from The Weatherstaff PlantingPlanner – intelligent garden design software
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Different garden styles evoke different feelings and emotions. While you may appreciate or even admire many gardens you visit or see photographs of, they will not necessarily be the blueprint you want to follow for your own garden borders. But if you’re planning to spend some time changing your garden either piecemeal or in one fell swoop, it’s useful to think about the atmosphere you would like to create in your own garden. It’s a personal thing – reflecting your own taste and individuality.
What’s your style?
Read through the style guides below. One or more of these will instinctively feel right for you – summing up how you feel about your garden (or the garden you are planning to create). Once you have chosen the type of garden-personality that suits you, you can select features, accessories and materials to complement your chosen style.
A riot of colour and form. Flowering shrubs, perennials and self-seeding annuals jostle together to create a charming, informal profusion of planting. Traditional cottage gardens would mingle vegetables and flowers together and you may like to include some crops, especially herbs, amongst the flowers.
Accessorise: Include winding paths and rustic arches or pergolas to complete the effect. Weathered or reclaimed materials are particularly effective.
Soft pastel shades, highlighted with splashes of more intense colour, to create a more relaxing feel. Flowering shrubs and scented perennials are combined in enchanting, billowing drifts.
A cool, stylish effect, often used in town and city gardens where space is restricted. Planting is minimalist, using repeated forms and bold colour. Drama is added with clumps of architectural plants.
Accessorise: Make use of modern materials, such as metal and glass, for garden ornaments and sculptures. For a sophisticated look, plant up a row of matching containers with specimen plants. Pebbles, coloured gravel or paving slabs provide interesting texture. Contemporary planting tends to have fewer plant specimens, spaced to allow each plant room to display its character. Mulch with gravel to enhance this display.
Since these areas are often enclosed, they may provide a sheltered environment for a border of more exotic planting. Scented flowers work well here, along with climbers for vertical interest. These are often fairly formal gardens, with paved areas and container planting.
Accessorise: Larger gardens could incorporate arches and pergolas, but even small courtyards would benefit from a seating area and pots of fragrant flowers. Paving slabs or cobbles are good for hard landscaping. White-painted walls will help lift dark shady areas.
Meadow or Prairie-Style
Drifts of low-maintenance ornamental grasses and herbaceous perennials create a swathe of relaxing, naturalistic planting. This style takes its influence from the great North American prairies and creates movement and informality, as well as late season interest.
Bright flowers, spiky foliage, aromatic herbs and silvery evergreens are typically found in Mediterranean-style gardens. Many drought-tolerant plants come from Mediterranean regions, so if you have a dry, sheltered garden, this might be a good choice for you.
If the climate or conditions in your garden are less than perfect, you might still be able to create a Mediterranean-effect with more tolerant plants. Remember that less hardy plants, such as sun-loving citrus and olive trees, can be grown in containers which are overwintered in sheltered areas.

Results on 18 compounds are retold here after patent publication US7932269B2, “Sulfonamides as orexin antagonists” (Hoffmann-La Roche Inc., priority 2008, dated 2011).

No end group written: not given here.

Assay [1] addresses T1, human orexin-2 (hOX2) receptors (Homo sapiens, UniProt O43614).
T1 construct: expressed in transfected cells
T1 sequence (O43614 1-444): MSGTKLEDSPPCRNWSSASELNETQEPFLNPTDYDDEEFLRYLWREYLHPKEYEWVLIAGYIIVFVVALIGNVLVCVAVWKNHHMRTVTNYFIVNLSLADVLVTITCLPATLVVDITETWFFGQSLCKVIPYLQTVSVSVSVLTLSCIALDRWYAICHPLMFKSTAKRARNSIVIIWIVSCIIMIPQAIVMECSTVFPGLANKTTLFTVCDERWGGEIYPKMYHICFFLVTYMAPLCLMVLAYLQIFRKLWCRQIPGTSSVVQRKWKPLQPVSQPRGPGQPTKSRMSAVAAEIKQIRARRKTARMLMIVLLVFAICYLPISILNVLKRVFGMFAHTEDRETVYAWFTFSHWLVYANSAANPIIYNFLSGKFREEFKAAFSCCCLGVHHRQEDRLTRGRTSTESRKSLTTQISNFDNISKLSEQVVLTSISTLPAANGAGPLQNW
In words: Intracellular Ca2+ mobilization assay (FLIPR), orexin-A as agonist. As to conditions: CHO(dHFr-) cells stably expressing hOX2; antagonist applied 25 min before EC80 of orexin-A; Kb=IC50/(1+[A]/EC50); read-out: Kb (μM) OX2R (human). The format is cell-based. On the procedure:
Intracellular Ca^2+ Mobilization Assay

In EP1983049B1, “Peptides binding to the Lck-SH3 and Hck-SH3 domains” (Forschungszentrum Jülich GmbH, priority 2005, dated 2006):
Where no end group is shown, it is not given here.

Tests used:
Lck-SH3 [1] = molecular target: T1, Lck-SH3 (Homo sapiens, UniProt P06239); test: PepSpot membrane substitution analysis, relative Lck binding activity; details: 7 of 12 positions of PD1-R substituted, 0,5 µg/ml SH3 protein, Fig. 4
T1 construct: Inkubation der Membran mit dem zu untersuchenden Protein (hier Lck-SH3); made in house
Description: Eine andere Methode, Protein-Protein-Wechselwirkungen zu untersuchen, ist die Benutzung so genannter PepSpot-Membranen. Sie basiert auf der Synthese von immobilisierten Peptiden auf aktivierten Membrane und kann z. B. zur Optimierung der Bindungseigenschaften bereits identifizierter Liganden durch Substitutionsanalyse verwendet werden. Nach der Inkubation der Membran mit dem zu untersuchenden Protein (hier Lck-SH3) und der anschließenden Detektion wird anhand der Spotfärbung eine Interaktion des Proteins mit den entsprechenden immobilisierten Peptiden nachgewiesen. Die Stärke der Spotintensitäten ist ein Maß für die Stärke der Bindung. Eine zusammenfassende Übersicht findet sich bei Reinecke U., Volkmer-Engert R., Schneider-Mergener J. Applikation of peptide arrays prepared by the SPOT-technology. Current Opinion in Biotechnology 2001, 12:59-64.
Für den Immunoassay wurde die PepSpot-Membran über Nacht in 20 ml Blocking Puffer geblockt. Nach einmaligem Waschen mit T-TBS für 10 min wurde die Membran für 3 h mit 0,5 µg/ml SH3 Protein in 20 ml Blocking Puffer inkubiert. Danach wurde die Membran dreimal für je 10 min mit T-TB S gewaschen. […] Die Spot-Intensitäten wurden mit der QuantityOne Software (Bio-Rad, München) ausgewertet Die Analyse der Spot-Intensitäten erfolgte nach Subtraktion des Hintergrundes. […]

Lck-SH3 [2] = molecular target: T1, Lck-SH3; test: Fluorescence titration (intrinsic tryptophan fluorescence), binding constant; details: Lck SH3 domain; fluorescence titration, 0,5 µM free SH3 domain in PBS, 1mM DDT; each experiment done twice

Accessorise: Mediterranean planting is influenced by the character of warm climates. Plants are positioned to allow each plant air-room and to display its character. Mulch with gravel to conserve moisture. Gravel, small pebbles and glazed tiles enhance Mediterranean style planting. White, blues and terracotta are particularly effective for painted walls and containers. Pots of succulents and a cooling water feature look good too. Don’t forget an area for al fresco dining on balmy evenings and an arbour or pergola to shelter from the heat of the day!
The subtle planting schemes of foliage plants and soft hues of many native woodlanders create an aura of peace and tranquillity. Shade-loving plants enjoy the cool, sun-dappled conditions of wooded areas. Spring flowering bulbs are a particular focus beneath deciduous trees before they leaf up and cast deeper shade.
Even a small garden border around a single tree or large shrub can be planted up in this style. Woodland style planting is also suitable for flower beds shaded by walls or neighbouring buildings.
Accessorise: Sinuous bark or stepping stone paths can wind through larger woodland areas. Rustic benches and bridges look charming, but contemporary sculptures and seating can also sit well with your design.
An informal area, perhaps further away from the house, which uses trees and shrubs, under planted with swathes of annuals and perennials. Nothing is too regimented here, so flowers are allowed to self-seed and wildlife is encouraged in by the scented flowers, seedheads and berries.
Accessorise: Materials such as bark and railway sleepers help create a natural look. Allow paths to meander where they will – bark chippings make a good surface. You will want to avoid straight edges and geometric shapes in a wild garden, but a natural-looking pond, boggy area or small woodland all create a sense of going back to nature.
Decided on your garden style? Need a Planting Plan?
Now use the Weatherstaff PlantingPlanner to generate a stunning, tailor-made planting plan for your garden in your chosen style.
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